FIG. 6 depicts a flowchart of the salient tasks of the thread spawned at task 560, in accordance with the illustrative embodiment of the present invention. It will be clear to those skilled in the art which tasks depicted in FIG. 6 can be performed simultaneously or in a different order than that depicted.

At task 610, the thread spawns a child thread that: (i) determines the current execution state of the calling terminal and (ii) monitors during the call for incoming messages that update the execution state. In accordance with the illustrative embodiment, the execution state includes information such as what applications are running at the calling terminal, what outputs are generated by these executing applications, which transducers of the calling terminal receive output from these executing applications, as well as information that might not be pertinent to the present invention (e.g., virtual memory usage, etc.). The child thread performs subtask (i) once at startup, and performs subtask (ii) continually during the call. The child thread dies when the (parent) thread dies (i.e., after the determination of task 650, described below, is affirmative).

At task 620, the thread checks whether group G contains a single content stream S. If so, execution proceeds to task 630, otherwise execution continues at task 640.

At task 630, the thread initiates playback of the single content stream S if its media type is compatible with the execution state of the calling terminal (i.e., if the calling terminal has an available transducer for that media type). Task 630 is described in detail below and with respect to FIG. 7.

At task 640, the thread initiates concurrent playback of as many of the content streams of group G as possible, as described in detail below and with respect to FIG. 8.

At task 650, the thread checks whether playback of all content streams has completed. If so, the thread and its child (spawned at task 610) die, otherwise execution continues at task 660.

At task 660, the thread checks whether a message that updates the execution state of the calling terminal has been received. If not, execution continues back at task 650, otherwise execution proceeds to task 670.

At task 670, the thread stops, if necessary, one or more of the content streams that are being delivered to the calling terminal, based on an indication that one or more transducers of the calling terminal are newly-unavailable as a result of one or more new applications initiated at the calling terminal.

At task 680, the thread, if possible, starts playback of one or more new content streams, or resumes/re-starts playback of one or more stopped content streams, or both, based on an indication that one or more transducers of the calling terminal are newly-available as a result of the halting or termination of one or more executing applications at the calling terminal. After task 680, execution of the thread continues back at task 650.

FIG. 7 depicts a detailed flowchart of task 630, in accordance with the illustrative embodiment of the present invention. It will be clear to those skilled in the art which subtasks depicted in FIG. 7 can be performed simultaneously or in a different order than that depicted.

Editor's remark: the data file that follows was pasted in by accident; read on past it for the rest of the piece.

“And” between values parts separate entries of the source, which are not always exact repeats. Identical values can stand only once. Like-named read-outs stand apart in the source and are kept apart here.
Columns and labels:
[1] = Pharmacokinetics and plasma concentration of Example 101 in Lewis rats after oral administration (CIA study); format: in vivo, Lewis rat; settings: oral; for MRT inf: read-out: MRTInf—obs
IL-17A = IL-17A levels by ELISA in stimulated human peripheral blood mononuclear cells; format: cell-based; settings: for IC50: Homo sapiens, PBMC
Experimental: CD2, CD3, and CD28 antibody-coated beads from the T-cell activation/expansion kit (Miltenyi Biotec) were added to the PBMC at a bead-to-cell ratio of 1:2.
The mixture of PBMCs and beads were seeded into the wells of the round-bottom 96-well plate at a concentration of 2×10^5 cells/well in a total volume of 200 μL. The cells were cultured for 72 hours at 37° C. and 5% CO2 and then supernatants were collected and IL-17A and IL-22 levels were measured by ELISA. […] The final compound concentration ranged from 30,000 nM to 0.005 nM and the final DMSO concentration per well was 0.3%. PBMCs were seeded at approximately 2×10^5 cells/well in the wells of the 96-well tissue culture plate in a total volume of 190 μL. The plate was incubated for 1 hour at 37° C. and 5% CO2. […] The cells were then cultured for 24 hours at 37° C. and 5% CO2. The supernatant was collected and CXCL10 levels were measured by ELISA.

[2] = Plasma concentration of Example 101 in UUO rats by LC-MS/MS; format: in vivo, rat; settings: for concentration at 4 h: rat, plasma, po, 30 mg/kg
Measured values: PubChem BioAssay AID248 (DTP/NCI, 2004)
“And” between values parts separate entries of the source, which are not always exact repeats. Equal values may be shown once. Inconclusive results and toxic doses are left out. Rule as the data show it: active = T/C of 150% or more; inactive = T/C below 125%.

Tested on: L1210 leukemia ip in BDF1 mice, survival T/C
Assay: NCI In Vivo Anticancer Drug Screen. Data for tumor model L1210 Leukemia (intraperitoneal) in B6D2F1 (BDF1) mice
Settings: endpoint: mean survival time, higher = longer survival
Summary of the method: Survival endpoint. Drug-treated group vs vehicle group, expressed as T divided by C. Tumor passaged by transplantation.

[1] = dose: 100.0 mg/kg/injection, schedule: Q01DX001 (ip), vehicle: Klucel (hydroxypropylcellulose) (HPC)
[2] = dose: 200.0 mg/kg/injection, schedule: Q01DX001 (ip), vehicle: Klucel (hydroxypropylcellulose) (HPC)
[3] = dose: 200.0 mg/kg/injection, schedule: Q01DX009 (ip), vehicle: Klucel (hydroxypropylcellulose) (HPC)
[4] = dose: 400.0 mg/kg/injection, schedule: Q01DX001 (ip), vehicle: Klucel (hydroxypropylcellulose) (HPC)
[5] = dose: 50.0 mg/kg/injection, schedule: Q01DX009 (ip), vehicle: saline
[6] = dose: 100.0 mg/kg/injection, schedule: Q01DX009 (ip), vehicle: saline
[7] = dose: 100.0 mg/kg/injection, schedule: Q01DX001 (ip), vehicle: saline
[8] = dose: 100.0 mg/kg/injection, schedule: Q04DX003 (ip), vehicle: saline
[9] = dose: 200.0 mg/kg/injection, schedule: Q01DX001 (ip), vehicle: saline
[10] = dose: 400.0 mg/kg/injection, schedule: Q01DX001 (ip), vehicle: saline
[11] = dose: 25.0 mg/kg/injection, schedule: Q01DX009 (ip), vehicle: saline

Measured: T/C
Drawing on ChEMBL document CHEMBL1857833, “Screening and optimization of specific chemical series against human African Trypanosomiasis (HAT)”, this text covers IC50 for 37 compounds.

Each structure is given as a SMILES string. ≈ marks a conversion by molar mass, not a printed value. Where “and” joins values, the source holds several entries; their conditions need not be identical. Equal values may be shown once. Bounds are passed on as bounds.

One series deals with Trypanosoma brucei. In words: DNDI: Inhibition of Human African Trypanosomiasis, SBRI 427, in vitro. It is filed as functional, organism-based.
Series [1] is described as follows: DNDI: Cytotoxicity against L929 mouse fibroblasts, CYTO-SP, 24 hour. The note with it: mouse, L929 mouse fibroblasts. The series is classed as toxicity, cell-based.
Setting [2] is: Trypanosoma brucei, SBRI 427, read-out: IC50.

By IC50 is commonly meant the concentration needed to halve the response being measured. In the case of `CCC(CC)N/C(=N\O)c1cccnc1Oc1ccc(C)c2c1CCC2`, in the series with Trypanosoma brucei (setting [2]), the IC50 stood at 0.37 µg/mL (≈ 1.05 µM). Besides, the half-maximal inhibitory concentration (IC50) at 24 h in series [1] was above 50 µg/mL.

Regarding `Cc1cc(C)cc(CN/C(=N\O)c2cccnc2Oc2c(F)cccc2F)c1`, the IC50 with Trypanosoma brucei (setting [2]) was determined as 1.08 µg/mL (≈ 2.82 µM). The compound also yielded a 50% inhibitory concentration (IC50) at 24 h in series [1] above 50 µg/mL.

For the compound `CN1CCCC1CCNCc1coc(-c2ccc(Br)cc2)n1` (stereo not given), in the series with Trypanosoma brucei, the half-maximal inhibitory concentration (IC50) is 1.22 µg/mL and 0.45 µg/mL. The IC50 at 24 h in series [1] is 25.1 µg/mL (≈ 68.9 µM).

At subtask 710, the thread initializes variable S to the single content stream of group G.

At subtask 720, the thread initializes variable T to the media type of content stream S.

At subtask 730, the thread checks whether the execution state of the calling terminal indicates that there is an available transducer of media type T. If so, execution continues at subtask 740, otherwise execution continues at task 650 of FIG. 6.

At subtask 740, the thread initiates playback of content stream S, in well-known fashion. After subtask 740, execution continues at task 650 of FIG. 6.

FIG. 8 depicts a detailed flowchart of task 650, in accordance with the illustrative embodiment of the present invention. It will be clear to those skilled in the art which subtasks depicted in FIG. 8 can be performed simultaneously or in a different order than that depicted.

At subtask 810, the thread sets variable S to the first content stream in group G.

At subtask 820, the thread sets variable T to the media type of content stream S.

At subtask 830, the thread checks whether the execution state of the calling terminal indicates that there is an available transducer of media type T. If so, execution continues at subtask 840, otherwise execution continues at subtask 850.

At subtask 840, the thread initiates playback of content stream S, in well-known fashion.

At subtask 850, the thread removes content stream S from group G.

At subtask 860, the thread checks whether G is empty. If not, execution continues back at subtask 810, otherwise execution continues at task 650 of FIG. 6.

FIG. 9 depicts a flowchart of the salient tasks of telecommunications terminal 301 during a call with interactive voice response system 320, in accordance with the illustrative embodiment of the present invention.

At task 910, telecommunications terminal 301 checks whether its transducer usage has changed since its last execution-state message. If so, execution proceeds to task 930, otherwise execution continues at task 920.

At task 920, telecommunications terminal 301 checks whether at least δ seconds have elapsed since sending the last execution-state message. (As will be appreciated by those skilled in the art, although it might not be necessary to send an execution-state message when nothing material has changed, it is often good practice to transmit such “heartbeat” messages periodically.) If at least δ seconds have elapsed since the last execution-state message, execution proceeds to task 930, otherwise execution continues at task 940.